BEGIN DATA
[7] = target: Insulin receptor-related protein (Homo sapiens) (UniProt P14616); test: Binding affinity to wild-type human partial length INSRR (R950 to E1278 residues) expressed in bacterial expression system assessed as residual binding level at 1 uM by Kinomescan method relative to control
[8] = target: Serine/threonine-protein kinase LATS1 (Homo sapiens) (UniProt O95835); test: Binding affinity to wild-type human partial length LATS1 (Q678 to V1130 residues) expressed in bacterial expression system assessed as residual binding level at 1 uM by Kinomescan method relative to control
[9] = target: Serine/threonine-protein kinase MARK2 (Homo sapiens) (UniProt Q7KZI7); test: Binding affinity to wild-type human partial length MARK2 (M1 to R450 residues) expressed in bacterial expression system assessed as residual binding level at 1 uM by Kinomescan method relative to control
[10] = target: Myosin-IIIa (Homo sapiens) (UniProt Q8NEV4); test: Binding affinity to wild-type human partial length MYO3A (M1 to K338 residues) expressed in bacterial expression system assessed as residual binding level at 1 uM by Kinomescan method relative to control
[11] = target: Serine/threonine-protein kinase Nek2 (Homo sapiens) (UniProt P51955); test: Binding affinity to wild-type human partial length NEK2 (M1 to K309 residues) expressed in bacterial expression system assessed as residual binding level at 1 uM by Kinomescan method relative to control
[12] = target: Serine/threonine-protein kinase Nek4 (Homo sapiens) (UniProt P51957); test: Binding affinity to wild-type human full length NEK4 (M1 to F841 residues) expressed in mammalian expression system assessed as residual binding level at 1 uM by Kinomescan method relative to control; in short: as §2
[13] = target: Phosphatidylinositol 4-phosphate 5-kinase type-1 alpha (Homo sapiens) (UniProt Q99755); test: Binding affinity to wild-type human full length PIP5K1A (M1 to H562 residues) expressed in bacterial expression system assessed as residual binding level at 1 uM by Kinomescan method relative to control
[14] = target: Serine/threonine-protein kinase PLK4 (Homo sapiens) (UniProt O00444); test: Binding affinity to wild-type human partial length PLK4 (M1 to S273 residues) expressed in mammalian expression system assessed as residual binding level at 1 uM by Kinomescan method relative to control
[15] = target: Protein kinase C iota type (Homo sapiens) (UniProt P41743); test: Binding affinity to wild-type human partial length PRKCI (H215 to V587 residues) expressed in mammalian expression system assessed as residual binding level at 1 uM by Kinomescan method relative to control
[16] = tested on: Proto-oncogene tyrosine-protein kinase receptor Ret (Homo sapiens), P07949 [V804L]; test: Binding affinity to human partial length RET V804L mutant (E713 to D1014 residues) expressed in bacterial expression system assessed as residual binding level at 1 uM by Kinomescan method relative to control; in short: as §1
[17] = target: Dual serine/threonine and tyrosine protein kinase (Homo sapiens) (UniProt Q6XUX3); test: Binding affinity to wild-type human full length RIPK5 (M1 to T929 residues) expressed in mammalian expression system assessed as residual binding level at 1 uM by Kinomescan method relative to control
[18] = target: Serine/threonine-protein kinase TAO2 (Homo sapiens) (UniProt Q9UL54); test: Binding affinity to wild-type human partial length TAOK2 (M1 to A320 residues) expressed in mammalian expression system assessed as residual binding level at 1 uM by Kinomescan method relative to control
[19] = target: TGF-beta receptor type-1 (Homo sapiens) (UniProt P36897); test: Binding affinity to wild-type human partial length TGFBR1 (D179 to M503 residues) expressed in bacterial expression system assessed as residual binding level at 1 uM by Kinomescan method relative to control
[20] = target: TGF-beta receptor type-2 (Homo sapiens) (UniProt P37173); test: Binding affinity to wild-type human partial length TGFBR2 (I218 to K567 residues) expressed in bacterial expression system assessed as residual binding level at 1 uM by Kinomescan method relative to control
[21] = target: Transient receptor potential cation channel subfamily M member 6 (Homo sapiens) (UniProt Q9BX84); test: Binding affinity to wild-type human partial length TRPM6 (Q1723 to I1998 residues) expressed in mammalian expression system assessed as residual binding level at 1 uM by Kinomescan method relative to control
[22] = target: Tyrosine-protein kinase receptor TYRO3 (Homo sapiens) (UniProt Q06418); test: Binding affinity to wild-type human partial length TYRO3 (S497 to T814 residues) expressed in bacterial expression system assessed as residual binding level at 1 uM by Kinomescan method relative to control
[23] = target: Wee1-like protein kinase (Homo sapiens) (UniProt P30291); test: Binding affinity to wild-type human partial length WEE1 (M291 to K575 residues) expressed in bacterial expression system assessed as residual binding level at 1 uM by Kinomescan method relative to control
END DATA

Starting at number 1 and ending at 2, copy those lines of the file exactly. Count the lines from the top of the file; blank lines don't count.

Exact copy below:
[7] = target: Insulin receptor-related protein (Homo sapiens) (UniProt P14616); test: Binding affinity to wild-type human partial length INSRR (R950 to E1278 residues) expressed in bacterial expression system assessed as residual binding level at 1 uM by Kinomescan method relative to control
[8] = target: Serine/threonine-protein kinase LATS1 (Homo sapiens) (UniProt O95835); test: Binding affinity to wild-type human partial length LATS1 (Q678 to V1130 residues) expressed in bacterial expression system assessed as residual binding level at 1 uM by Kinomescan method relative to control